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Psychotic experiences and risk of death in the general population: 24–27 year follow-up of the Epidemiologic Catchment Area study

  • Vandad Sharifi (a1) (a2), William W. Eaton (a1), Li Tzy Wu (a3), Kimberly B. Roth (a1), Bruce M. Burchett (a3) and Ramin Mojtabai (a1)...

Abstract

Background

Psychotic experiences are common in the general population and are associated with adverse psychiatric and social outcomes, even in the absence of a psychotic disorder.

Aims

To examine the association between psychotic experiences and mortality over a 24–27 year period.

Method

We used data on 15 049 adult participants from four sites of the Epidemiologic Catchment Area baseline survey in the USA in the early 1980s, linked to the National Death Index and other sources of vital status up until 2007. Psychotic experiences were assessed by the Diagnostic Interview Schedule.

Results

Lifetime psychotic experiences at baseline (n = 855; weighted prevalence, 5.5%) were significantly associated with all-cause mortality at follow-up after adjustment for sociodemographic characteristics and psychiatric diagnoses, including schizophrenia spectrum disorders (P<0.05). Baseline psychotic experiences were associated with over 5 years' shorter median survival time. Among the underlying causes of death, suicide had a particularly high hazard ratio (9.16, 95% CI 3.19–26.29).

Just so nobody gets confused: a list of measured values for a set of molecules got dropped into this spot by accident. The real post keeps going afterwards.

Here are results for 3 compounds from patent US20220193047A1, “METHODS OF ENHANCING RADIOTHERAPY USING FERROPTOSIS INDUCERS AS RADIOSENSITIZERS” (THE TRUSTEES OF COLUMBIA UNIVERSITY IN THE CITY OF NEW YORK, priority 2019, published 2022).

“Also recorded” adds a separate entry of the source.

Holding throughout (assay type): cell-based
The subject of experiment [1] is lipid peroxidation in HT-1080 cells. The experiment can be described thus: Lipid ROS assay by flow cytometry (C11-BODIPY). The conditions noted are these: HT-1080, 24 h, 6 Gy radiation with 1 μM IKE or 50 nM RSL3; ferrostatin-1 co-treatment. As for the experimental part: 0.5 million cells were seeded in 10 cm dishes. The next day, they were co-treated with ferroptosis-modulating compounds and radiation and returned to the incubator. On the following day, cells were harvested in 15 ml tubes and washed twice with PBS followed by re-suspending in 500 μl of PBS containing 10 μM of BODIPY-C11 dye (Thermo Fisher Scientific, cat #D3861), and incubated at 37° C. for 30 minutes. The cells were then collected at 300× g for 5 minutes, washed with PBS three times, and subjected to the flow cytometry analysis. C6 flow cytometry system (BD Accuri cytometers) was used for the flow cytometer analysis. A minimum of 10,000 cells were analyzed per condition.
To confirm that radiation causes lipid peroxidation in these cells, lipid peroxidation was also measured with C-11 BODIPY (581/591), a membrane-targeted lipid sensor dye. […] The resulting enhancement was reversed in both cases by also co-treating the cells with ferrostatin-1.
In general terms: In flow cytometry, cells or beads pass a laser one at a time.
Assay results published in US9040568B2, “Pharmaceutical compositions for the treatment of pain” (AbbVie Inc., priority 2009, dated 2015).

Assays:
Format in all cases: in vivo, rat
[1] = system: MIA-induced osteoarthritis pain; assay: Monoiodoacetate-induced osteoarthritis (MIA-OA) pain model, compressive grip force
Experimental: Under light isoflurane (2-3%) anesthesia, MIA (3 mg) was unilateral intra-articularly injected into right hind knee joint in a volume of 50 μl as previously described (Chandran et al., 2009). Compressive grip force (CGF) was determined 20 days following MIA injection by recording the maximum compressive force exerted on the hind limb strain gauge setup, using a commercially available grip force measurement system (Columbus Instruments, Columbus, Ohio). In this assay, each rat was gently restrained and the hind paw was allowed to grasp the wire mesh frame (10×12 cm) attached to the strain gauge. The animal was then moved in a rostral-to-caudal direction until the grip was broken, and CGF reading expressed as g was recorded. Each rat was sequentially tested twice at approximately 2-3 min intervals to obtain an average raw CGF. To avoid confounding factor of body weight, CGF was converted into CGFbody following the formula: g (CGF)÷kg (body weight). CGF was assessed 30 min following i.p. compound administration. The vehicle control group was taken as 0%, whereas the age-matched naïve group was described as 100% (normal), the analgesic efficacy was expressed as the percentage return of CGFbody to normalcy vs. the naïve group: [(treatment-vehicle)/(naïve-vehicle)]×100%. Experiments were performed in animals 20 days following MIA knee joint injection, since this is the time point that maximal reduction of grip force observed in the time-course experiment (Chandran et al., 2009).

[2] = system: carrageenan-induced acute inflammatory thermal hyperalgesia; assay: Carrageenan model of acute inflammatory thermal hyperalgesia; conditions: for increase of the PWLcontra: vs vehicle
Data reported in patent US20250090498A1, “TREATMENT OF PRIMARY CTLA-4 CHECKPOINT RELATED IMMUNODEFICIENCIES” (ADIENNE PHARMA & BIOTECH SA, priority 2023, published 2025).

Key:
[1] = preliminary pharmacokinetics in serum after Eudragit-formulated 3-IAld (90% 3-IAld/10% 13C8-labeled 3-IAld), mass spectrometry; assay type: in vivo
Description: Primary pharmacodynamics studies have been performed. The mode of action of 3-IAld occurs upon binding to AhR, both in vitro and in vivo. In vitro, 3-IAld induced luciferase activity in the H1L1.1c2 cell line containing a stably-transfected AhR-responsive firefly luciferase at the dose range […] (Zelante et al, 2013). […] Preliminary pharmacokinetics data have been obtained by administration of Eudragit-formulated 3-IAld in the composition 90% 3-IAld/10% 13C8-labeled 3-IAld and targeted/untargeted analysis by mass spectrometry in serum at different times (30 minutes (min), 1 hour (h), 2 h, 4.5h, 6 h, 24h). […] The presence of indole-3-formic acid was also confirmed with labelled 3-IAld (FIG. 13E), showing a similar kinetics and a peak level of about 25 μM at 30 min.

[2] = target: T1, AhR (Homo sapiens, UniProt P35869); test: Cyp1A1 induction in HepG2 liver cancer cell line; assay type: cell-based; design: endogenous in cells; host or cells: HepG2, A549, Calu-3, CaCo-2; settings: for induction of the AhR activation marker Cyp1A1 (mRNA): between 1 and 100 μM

Conclusions

Future research needs to explore the association of psychotic experiences with physical health and lifestyle factors that may mediate the relationship of psychotic experiences with mortality.

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Copyright

Corresponding author

Vandad Sharifi, Department of Mental Health, Johns Hopkins Bloomberg School of Public Health, 624 North Broadway, Baltimore, MD 21205, USA. Email: vsharifi@jhsph.edu

Footnotes

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Declaration of interest

R.M. has received consulting fees from Lundbeck pharmaceuticals.

Footnotes

References

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Psychotic experiences and risk of death in the general population: 24–27 year follow-up of the Epidemiologic Catchment Area study

  • Vandad Sharifi (a1) (a2), William W. Eaton (a1), Li Tzy Wu (a3), Kimberly B. Roth (a1), Bruce M. Burchett (a3) and Ramin Mojtabai (a1)...
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